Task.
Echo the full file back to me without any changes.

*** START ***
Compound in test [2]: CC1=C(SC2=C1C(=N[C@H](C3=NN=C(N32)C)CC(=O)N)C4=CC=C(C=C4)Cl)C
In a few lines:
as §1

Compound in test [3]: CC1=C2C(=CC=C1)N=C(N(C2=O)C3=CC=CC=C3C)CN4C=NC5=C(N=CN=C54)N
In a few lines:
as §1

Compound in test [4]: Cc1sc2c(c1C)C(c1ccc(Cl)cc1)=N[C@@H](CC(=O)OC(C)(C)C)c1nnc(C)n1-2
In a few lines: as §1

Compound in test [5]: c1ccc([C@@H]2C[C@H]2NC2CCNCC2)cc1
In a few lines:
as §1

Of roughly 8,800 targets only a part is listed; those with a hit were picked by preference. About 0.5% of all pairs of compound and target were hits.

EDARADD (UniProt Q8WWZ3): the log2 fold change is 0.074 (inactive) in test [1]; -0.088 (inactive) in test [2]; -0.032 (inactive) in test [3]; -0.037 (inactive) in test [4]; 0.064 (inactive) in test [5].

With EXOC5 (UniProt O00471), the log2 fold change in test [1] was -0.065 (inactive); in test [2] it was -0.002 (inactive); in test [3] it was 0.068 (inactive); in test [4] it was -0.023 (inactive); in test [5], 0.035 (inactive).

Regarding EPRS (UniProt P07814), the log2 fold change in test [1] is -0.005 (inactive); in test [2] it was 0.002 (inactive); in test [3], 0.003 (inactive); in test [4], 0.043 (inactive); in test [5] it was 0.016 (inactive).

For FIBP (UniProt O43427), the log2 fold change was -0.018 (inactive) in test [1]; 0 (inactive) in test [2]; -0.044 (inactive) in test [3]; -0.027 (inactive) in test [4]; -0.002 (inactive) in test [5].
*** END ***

Compound in test [2]: CC1=C(SC2=C1C(=N[C@H](C3=NN=C(N32)C)CC(=O)N)C4=CC=C(C=C4)Cl)C
In a few lines:
as §1

Compound in test [3]: CC1=C2C(=CC=C1)N=C(N(C2=O)C3=CC=CC=C3C)CN4C=NC5=C(N=CN=C54)N
In a few lines:
as §1

Compound in test [4]: Cc1sc2c(c1C)C(c1ccc(Cl)cc1)=N[C@@H](CC(=O)OC(C)(C)C)c1nnc(C)n1-2
In a few lines: as §1

Compound in test [5]: c1ccc([C@@H]2C[C@H]2NC2CCNCC2)cc1
In a few lines:
as §1

Of roughly 8,800 targets only a part is listed; those with a hit were picked by preference. About 0.5% of all pairs of compound and target were hits.

EDARADD (UniProt Q8WWZ3): the log2 fold change is 0.074 (inactive) in test [1]; -0.088 (inactive) in test [2]; -0.032 (inactive) in test [3]; -0.037 (inactive) in test [4]; 0.064 (inactive) in test [5].

With EXOC5 (UniProt O00471), the log2 fold change in test [1] was -0.065 (inactive); in test [2] it was -0.002 (inactive); in test [3] it was 0.068 (inactive); in test [4] it was -0.023 (inactive); in test [5], 0.035 (inactive).

Regarding EPRS (UniProt P07814), the log2 fold change in test [1] is -0.005 (inactive); in test [2] it was 0.002 (inactive); in test [3], 0.003 (inactive); in test [4], 0.043 (inactive); in test [5] it was 0.016 (inactive).

For FIBP (UniProt O43427), the log2 fold change was -0.018 (inactive) in test [1]; 0 (inactive) in test [2]; -0.044 (inactive) in test [3]; -0.027 (inactive) in test [4]; -0.002 (inactive) in test [5].